The droughts. The huge swings in production from game to game. Succumbing to in-game adversity.
These all are traits of a young team, issues that coach Billy Donovan cited as soon as the Bulls’ four-game preseason schedule concluded Friday night in Oklahoma City.
Veterans can help.
“Just talking guys through certain things that I see, whether it be defensive things, offensively or just making sure we stay together,” Garrett Temple said Sunday after his first practice as a Bull. “If a team goes on a 5-0 run, 10-0 run that we stay together and not put our heads down. Things of that nature are some things I think I can help out with right away.
“Then on the court, defensively I know where to be once I get the understanding of the things we want to do defensively. Offensively, just playing the right way. But I think really, that veteran voice and trying to keep guys up is something I can help out with right away.”
As the Bulls’ lone free-agent acquisition this offseason, Temple arrived as a projected stabilizing influence at both ends. But he tested positive for COVID-19 on the team’s first day of testing, which made his Sunday return so welcomed.
“Feeling pretty good. Feel like I’m in training camp, a little sore. My legs are a little sore,” Temple said. “Had 14, 16 days off.”
Temple detailed his process to return, something that’s instructive as the NBA tries to navigate an unprecedented season. Quarantined at a hotel, Temple waited until his symptoms subsided and he tested negative before he tackled the EKG protocol and cardiovascular testing required for return.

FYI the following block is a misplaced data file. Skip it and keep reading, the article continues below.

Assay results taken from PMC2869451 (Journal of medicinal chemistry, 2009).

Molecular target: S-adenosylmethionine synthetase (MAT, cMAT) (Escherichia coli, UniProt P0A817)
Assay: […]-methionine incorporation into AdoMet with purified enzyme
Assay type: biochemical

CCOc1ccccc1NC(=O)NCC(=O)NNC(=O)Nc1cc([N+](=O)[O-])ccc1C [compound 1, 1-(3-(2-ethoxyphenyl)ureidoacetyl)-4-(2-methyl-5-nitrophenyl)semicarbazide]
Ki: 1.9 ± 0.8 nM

Once he was able to work out individually, he took an antibody test.
“I found out I got a lot of antibodies fighting whatever virus is left in me,” Temple said. “Obviously, I’m not contagious anymore so I was able to get back out here.”
And the best part? The 10-year veteran hasn’t ruled out playing in Wednesday’s regular-season opener against the Hawks.
“I’m not looking to play 35 minutes or anything like that,” Temple said. “But I definitely think it’s in play as long we don’t have anything happen over the next few days.”
The Bulls sent Temple film as he recovered, allowing him to get up to speed on the offensive and defensive systems and terminology that Billy Donovan and his staff are utilizing.
“I think me playing professionally for over 10 years now and being on so many different teams, I’ve been able to learn the nuance and terminology pretty quickly whatever team I’ve gone to,” Temple said. “A lot of plays in the NBA are the same plays, just different terminology.”
While Donovan is trying to plan his rotation, a process made more difficult by the disjointed nature of player availability during camp, he said Temple is ahead of the curve because of his film study. And it’s clear Donovan values veteran stability for a young team.
Temple played for the Brooklyn Nets when the league concluded its 2019-20 season in the so-called “bubble” on the Disney World campus in Florida. As a vice president of the players association, he now has experienced the return-to-play protocol first-hand and knows the challenges the league faces this season.
“It’s going to be very tough. It’s so much different than the bubble. There are so many extenuating circumstances, so many outside influences. Everybody’s going to learn on the fly,” he said. “There are going to be a lot of changes throughout the season. But I think us having something we did in the bubble a little bit to piggyback off of and think about in terms of testing protocols and that nature will help us. But at the end of the day, the onus is going to be on the players. We have to be smart about what we do at home and on the road.”